Interview: Zing Tsjeng

This month we got in touch with another inspiring woman, Zing Tsjeng, who has written two very important books, Forgotten Women: The Scientists and Forgotten Women: The Leaders, part of an ongoing series.

Hello Zing!
Can you tell us a little bit about what you do?

I'm a journalist, documentary host, podcaster and now a published author! My full-time gig is UK editor at Broadly, where I also host the My First Time podcast. I also host videos for Broadly and VICE.  

What inspired you to write your books?

It just felt like the right time to come out with a book series like this. You only really need to look at the internet's reaction to that viral tweet "name a bitch badder than Taylor Swift" to see how people are embracing and celebrating lesser-known feminist heroes.

Out of all the women that you have researched, was there one in particular that especially shocked you that she was forgotten?

To be honest, I'm pretty shocked that any of them were ever forgotten or marginalised from history in the first place! When you look at incredible scientists like Emmy Noether or Ynés Mexía and daring pirate queens like Grace O'Malley and Ching Shih, it literally boggles the mind as to why they aren't being shouted about more.

Ynés Mexia via Rafael Lopez

What can we do to make sure we don't continue to forget about women and their achievements in the future?

I think we have to attack the problem on several different fronts. First off, children should absolutely be educated more about outstanding women in the subjects they study – and it should happen from an early age, not just in secondary school or college. Second, we should be looking to commemorate these women in public forums: think banknotes, statues, etc. And then we should hammer home their legacy in culture – movies, TV, the whole lot. I say this a lot, but I honestly feel like everyone in Forgotten Women deserves their own Netflix show!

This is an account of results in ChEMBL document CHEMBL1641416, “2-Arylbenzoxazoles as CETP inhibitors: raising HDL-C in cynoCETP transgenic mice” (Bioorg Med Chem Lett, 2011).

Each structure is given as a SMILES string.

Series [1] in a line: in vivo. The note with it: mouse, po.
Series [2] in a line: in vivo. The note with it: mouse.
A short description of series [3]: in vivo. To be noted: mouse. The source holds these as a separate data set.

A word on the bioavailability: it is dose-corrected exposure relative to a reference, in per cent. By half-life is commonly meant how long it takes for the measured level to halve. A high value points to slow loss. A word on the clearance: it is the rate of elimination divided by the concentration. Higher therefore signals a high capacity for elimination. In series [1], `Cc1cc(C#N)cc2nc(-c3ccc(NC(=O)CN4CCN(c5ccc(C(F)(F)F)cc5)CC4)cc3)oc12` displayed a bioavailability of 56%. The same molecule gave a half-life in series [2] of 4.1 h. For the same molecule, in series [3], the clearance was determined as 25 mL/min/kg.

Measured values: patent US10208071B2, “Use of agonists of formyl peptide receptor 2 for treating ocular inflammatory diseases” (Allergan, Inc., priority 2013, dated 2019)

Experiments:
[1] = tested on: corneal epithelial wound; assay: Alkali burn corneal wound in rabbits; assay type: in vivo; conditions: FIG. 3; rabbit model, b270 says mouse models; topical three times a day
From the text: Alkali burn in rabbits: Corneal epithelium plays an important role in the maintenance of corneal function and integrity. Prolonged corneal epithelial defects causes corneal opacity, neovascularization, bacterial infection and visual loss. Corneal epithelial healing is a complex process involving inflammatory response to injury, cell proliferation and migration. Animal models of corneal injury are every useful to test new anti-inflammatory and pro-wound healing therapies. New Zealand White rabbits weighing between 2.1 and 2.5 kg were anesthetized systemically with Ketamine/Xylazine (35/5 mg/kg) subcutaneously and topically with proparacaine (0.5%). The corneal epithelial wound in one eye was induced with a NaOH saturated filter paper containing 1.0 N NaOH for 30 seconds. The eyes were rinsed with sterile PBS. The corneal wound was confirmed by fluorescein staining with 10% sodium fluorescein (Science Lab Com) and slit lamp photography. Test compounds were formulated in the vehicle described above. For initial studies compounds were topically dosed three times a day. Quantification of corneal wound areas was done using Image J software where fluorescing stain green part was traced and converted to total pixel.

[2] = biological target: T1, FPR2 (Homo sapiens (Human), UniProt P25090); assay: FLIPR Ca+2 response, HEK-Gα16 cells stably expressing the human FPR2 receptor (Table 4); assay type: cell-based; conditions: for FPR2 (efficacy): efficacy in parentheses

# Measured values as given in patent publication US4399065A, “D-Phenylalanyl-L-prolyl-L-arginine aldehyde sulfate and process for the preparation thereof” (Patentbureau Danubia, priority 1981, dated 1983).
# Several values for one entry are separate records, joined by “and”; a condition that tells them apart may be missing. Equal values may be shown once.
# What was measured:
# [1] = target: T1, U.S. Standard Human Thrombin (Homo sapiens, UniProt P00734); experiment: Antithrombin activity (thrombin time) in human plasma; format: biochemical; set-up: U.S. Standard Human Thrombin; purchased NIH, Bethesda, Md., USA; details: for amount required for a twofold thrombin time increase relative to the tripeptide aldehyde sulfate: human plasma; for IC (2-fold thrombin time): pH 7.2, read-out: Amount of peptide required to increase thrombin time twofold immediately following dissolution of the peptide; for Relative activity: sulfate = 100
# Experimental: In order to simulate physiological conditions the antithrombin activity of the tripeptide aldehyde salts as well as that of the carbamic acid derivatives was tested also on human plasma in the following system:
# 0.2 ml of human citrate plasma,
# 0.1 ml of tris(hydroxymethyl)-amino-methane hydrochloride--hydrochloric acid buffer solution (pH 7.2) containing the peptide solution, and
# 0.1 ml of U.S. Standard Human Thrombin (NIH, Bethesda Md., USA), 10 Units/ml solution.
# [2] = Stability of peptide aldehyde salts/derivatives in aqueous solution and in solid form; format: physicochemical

Has it been important for you to have other women to look up to?

Oh, massively. I think it's hugely important to feel like you're not alone in pursuing your dreams or aspirations, whatever those might be. Writing the books has been great because I just sat with these women's stories for months on end. I might not be an inventor like Mary Beatrice Davidson Kenner or a civil rights pioneer like Sylvia Rivera, but I take a huge amount of comfort from their integrity and their determination, and I hope that others do too.

What's the best advice you've been given?

Don't be afraid to ask for help. I'm still struggling with that one, though!

Do you have any advice to give to other women?

I mention this in Otegha Uwagba's Little Black Book, but I always tell women to ask for 20% more than they think they deserve. The reason being that you're probably undervaluing yourself and the little bump is just to bring you back in line with what your (mostly) male colleagues naturally assume they're worth. And even if you don't get it, it's always good practice for next time.

We sometimes feel that women are exposed to unnecessary competition against each other. What do you think we can do to instead support other women around us?

Just be kind! Just treat each other with kindness, respect and professionalism – the same way you'd like to be treated. Try to leave your ego out of it.

What's your biggest hope for the future?

This sounds counterintuitive, but I hope that there won't be a need for Forgotten Women to exist in the future – mainly because society will have realised that all women's stories are worth valuing and remembering.